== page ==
CPAWS Northern Alberta’s 2023 Summer Reading List
We’re pleased to share our THIRD annual summer reading list with you. Our staff and board have carefully selected titles that they’ve certified as a good read and we’ve included more that will be living in our to-be-read piles this summer. From graphic novels to poetry, we have tried to include titles of every genre. Our chapter’s reading list is an opportunity to dive deeper into topics of conservation, nature, Indigenous culture and community action. This year, we are pleased to be partnering with a bookstore local to Edmonton, the glassbookshop. Please consider ordering your top choices from the list through them.
Ducks: Two Years in the Oil Sands
|With the singular goal of paying off her student loans, Katie heads out west to take advantage of Alberta’s oil rush—part of the long tradition of East Coasters who seek gainful employment elsewhere when they can’t find it in the homeland they love so much. Katie encounters the harsh reality of life in the oil sands, where trauma is an everyday occurrence yet is never discussed.
Emergent Strategy: Shaping Change, Changing Worlds
adrienne maree brown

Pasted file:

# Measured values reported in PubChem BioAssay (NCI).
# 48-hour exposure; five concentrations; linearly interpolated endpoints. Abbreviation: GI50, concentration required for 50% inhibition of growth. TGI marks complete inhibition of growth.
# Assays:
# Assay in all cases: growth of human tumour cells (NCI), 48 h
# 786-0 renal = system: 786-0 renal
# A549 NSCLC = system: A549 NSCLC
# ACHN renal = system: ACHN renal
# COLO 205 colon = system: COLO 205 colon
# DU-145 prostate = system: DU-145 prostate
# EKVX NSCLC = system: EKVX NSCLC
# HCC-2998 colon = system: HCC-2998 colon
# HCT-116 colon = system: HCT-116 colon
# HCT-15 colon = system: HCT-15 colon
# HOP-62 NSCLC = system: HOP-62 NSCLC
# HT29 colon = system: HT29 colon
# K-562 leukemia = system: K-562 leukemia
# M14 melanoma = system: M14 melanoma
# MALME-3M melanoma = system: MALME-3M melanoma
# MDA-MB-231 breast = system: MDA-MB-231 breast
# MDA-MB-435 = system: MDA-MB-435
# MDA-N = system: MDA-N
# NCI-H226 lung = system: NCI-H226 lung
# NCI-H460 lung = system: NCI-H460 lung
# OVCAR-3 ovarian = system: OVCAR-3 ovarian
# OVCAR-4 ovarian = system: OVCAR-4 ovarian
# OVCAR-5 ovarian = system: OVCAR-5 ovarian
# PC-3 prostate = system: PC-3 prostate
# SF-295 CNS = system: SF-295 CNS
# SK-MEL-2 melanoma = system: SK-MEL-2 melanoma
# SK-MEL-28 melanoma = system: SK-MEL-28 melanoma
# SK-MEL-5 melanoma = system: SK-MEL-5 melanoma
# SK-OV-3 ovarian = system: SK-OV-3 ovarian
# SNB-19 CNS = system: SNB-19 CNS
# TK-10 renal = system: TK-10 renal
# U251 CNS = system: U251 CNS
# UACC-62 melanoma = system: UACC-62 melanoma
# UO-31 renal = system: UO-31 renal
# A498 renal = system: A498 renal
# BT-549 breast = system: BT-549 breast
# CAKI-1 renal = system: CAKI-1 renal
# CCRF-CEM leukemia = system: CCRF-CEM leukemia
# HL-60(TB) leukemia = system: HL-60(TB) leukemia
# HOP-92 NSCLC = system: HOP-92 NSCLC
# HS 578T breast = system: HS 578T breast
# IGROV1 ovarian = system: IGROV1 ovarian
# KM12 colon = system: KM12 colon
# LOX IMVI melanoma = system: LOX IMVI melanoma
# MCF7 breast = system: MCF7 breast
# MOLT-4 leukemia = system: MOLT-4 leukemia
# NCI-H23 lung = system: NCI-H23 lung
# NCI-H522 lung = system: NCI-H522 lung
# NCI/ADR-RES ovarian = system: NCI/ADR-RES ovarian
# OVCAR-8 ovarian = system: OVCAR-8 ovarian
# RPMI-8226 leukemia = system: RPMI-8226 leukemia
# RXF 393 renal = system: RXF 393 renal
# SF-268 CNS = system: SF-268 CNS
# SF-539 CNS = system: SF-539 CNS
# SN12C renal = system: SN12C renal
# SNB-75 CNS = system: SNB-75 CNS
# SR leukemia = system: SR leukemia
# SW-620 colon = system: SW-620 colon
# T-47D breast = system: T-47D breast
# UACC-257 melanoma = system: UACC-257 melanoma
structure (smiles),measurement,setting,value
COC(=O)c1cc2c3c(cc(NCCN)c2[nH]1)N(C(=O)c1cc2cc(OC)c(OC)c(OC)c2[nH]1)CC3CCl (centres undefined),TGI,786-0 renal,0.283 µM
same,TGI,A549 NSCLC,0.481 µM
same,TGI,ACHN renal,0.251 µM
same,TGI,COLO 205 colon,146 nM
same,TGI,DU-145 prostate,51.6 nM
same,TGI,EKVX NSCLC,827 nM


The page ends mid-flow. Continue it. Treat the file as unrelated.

Inspired by Octavia Butler’s explorations of our human relationship to change, Emergent Strategy is radical self-help, society-help, and planet-help designed to shape the futures we want to live. Change is constant. The world is in a continual state of flux. It is a stream of ever-mutating, emergent patterns. Rather than steel ourselves against such change, this book invites us to feel, map, assess, and learn from the swirling patterns around us in order to better understand and influence them as they happen. This is a resolutely materialist “spirituality” based equally on science and science fiction, a visionary incantation to transform that which ultimately transforms us.
The Mushroom Fan Club
|Elise Gravel is back with a whimsical look at one of her family’s most beloved pastimes: mushroom hunting! Combining her love of exploring nature with her talent for anthropomorphizing everything, she takes us on a magical tour of the forest floor and examines a handful of her favorite alien specimens up close. While the beautiful coral mushroom looks like it belongs under the sea, the peculiar Lactarius indigo may be better suited for outer space. From the fun-to-stomp puffballs to the prince of the stinkers—the stinkhorn mushroom—and the musically inclined chanterelles, Gravel shares her knowledge of this fascinating kingdom by bringing each species to life in full felt-tip-marker glory.
On the Trapline
David A Robertson, Julie Flett